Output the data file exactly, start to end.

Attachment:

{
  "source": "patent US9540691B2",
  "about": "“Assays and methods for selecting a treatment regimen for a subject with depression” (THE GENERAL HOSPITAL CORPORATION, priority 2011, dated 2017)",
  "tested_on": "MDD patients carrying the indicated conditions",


{
  "source": "patent US9540691B2",
  "about": "“Assays and methods for selecting a treatment regimen for a subject with depression” (THE GENERAL HOSPITAL CORPORATION, priority 2011, dated 2017)",
  "tested_on": "MDD patients carrying the indicated conditions",